During the steam explosion pretreatment of plant biomass, degradation products are generated, and some of these have inhibitory activity against biogas production. The aim of this study was to investigate and quantify the effect of selected model inhibitory compounds on methane production. The results showed no significant inhibition of methane production by furfural at concentrations below 1 g/L. In addition, the microbial community was able to restore biogas production inhibited by this compound after a certain time. 5 hydroxymethylfurfural was evaluated as a more potent inhibitor, with a significant effect above 0.2 g/L. Both compounds were more effective inhibitors with cellulose as the carbon substrate, probably reflecting higher sensitivity of the cellulolytic step in biogas production. No significant inhibition was observed for the phenolic compounds tested, gallic and tannic acids, at concentrations of up to 2 g/L. Thus, the compounds investigated should not represent a problem for the biogas production involving steam explosion preprocessed plant biomass.
Quantitation of the Inhibition Effect of Model Compounds Representing Plant Biomass Degradation Products on Methane Production
Silvie Pekařová,a Marie Dvořáčková,a Petr Stloukal,a,b Marek Ingr,c Jana Šerá,a and Marek Koutny a,*
During the steam explosion pretreatment of plant biomass, degradation products are generated, and some of these have inhibitory activity against biogas production. The aim of this study was to investigate and quantify the effect of selected model inhibitory compounds on methane production. The results showed no significant inhibition of methane production by furfural at concentrations below 1 g/L. In addition, the microbial community was able to restore biogas production inhibited by this compound after a certain time. 5hydroxymethylfurfural was evaluated as a more potent inhibitor, with a significant effect above 0.2 g/L. Both compounds were more effective inhibitors with cellulose as the carbon substrate, probably reflecting higher sensitivity of the cellulolytic step in biogas production. No significant inhibition was observed for the phenolic compounds tested, gallic and tannic acids, at concentrations of up to 2 g/L. Thus, the compounds investigated should not represent a problem for the biogas production involving steam explosion preprocessed plant biomass.
Keywords: Biogas; Furfural; 5-Hydroxymethylfurfural; Gallic acid; Tannic acid
Contact information: a: Department of Environmental Protection Engineering, Faculty of Technology, Tomas Bata University in Zlín, nám. T. G. Masaryka 5555, 76001 Zlín, Czech Republic; b: Centre of Polymer Systems, University Institute, Tomas Bata University in Zlín, Trida Tomase Bati 5678, 760 01 Zlín, Czech Republic; c: Department of Physics and Materials Engineering, Faculty of Technology, Tomas Bata University in Zlín, nám. T. G. Masaryka 5555, 76001 Zlín, Czech Republic;
* Corresponding author: firstname.lastname@example.org
Biogas production by anaerobic fermentation is an economically viable alternative to fossil fuel resources. The principal feed or substrate for industrial biogas units is plant biomass, most often wheat or corn silage. Alternative materials include manure and waste from food or wood processing industries, albeit usually in combination with already mentioned types of plant biomass, which, in any case, represents at least about 50% of the feed available for processing in biogas plants. The main reasons for the dominance of plant biomass for biogas production include high unit yields of biogas, verified technologies for the plant biomass production, good conservation and processing, and, of course, favorable cost and general availability.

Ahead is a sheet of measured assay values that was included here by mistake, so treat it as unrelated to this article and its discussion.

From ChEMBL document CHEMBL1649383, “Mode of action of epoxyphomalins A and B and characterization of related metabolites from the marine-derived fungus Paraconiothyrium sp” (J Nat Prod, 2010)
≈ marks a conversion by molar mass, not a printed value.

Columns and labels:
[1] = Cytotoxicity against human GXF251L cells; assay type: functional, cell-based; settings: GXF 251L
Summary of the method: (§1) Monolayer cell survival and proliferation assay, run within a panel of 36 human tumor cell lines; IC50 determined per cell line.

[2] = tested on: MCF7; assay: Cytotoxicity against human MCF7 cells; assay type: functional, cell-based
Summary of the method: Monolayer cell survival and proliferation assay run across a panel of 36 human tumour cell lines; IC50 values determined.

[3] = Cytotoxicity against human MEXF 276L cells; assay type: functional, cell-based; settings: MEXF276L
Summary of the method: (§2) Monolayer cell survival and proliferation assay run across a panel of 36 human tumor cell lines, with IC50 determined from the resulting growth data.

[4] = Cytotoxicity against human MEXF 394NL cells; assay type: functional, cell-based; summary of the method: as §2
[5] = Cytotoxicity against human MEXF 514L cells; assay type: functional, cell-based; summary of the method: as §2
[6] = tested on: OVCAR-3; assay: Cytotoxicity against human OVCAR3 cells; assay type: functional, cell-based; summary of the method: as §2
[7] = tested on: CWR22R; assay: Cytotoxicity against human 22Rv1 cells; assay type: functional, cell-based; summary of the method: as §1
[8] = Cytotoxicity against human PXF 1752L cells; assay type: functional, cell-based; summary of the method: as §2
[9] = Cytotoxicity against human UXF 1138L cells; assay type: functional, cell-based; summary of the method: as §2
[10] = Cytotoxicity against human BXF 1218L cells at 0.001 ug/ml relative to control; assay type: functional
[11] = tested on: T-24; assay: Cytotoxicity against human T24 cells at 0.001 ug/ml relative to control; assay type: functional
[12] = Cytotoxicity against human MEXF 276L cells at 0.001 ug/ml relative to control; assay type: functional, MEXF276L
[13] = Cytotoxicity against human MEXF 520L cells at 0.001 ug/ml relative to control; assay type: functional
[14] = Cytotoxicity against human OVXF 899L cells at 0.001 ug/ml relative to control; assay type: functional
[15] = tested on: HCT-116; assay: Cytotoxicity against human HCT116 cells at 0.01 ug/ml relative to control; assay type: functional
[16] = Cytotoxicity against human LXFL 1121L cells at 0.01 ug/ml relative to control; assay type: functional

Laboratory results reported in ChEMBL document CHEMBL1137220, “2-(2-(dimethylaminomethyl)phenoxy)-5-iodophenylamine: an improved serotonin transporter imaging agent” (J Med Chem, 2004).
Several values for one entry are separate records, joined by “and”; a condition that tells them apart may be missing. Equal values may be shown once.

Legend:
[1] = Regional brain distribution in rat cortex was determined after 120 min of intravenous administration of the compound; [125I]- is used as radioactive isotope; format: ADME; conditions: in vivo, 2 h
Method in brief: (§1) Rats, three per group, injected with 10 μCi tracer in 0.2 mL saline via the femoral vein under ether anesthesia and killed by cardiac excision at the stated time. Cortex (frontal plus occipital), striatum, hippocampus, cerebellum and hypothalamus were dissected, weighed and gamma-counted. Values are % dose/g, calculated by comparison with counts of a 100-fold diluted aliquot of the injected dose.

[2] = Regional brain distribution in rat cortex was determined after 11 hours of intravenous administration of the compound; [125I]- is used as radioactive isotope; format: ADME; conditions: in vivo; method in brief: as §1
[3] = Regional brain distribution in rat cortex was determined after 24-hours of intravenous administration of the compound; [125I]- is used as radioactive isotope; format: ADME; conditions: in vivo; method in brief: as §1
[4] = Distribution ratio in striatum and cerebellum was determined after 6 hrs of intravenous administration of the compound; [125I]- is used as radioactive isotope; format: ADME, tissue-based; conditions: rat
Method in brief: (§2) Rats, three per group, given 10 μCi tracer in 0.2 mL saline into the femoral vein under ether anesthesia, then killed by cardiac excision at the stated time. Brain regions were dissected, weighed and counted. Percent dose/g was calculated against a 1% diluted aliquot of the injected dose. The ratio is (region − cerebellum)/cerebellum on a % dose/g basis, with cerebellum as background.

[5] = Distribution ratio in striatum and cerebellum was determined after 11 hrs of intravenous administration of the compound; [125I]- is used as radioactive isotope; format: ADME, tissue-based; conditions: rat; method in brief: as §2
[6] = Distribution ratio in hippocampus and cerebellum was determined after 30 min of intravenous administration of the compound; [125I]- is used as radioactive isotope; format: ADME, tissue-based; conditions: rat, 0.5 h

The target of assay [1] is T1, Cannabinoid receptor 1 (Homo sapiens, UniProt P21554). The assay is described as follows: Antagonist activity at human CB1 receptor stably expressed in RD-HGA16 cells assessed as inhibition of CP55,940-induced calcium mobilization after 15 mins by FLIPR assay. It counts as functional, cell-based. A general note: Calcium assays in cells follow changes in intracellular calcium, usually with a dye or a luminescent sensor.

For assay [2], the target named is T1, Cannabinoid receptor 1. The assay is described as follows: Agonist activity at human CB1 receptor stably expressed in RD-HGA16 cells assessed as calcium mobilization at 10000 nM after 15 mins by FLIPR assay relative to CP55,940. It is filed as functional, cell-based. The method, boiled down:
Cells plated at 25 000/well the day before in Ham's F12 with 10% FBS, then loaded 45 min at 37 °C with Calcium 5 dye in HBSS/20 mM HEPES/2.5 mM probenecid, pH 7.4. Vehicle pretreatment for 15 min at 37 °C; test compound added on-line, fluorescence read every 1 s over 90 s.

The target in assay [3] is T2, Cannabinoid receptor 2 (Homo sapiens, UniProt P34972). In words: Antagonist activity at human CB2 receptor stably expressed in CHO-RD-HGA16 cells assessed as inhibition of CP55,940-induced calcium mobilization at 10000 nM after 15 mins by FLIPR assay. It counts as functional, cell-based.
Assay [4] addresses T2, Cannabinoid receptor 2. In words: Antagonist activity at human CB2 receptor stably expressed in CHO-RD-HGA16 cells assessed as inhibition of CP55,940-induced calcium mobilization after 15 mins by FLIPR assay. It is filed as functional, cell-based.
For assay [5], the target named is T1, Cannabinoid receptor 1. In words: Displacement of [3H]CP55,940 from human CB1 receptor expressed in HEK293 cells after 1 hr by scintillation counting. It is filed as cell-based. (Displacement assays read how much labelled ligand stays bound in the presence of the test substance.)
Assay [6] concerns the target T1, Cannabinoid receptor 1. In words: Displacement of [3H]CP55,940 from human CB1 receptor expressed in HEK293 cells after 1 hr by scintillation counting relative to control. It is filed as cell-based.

Plant biomass is predominantly composed of cellulose, hemicellulose, and lignin. These natural polymers interact closely together and create a complex matrix that is rather resistant to biotic and abiotic degradation, especially under anaerobic conditions (Adney et al. 1991; Prochazka et al. 2012). Cellulose constitutes a major component of plant biomass, consisting of β(1→4) glycosidic bonds connected D-glucose units. Cellulose chains are assembled into fibrils that possess a semi-crystalline structure, and these are interconnected with hemicelluloses and lignin at the higher level of structural hierarchy (Hendriks and Zeeman 2009). Hemicelluloses are complex polysaccharides that usually comprise pentoses, but hexoses and sugar acids are also present. The third major component of plant biomass lignin has a rather complex structure, composed of various interconnected phenol propane units. Of these three components, lignin is the most resistant to the enzymatic attack (Paulova et al. 2015). Indeed, this very resistance exhibited by the lignocellulose complex constitutes a major obstacle to exploit the potential of plant biomass in biotechnology, as it prolongs processes and simultaneously decreases yields.
Due to these reasons, physico-chemical pretreatment of the biomass is usually included prior to the main biotechnological process to disrupt the organized structure of the lignocellulose complex (Fan et al. 2006). The steam explosion method is the most often used pretreatment (Galbe and Zacchi 2007; Bruni et al. 2010). In this process, the biomass slurry is fed to a channel, where it is heated and pressurized with external hot steam. Upon leaving the channel, a pressure drop causes disruption to the structure of the lignocellulose complex. The three principle parameters that have to be controlled are temperature, pressure, and retention time. The mentioned procedure was used with positive results for the preprocessing of swine slurry (Ortega-Martineza et al. 2016), vinegar residue (Feng et al. 2016), or corn stover (Ji et al. 2016), where a significant increase of methane production was observed. Other authors reported improvements in the process kinetics (Theuretzbacher et al. 2015; Rincón et al. 2016). A more complex and somewhat skeptical view was brought by Dereix et al. (2006) showing that despite the increase in methane yield by about 50% the energy requirements of the steam-explosion process were substantially higher than the additional energy produced.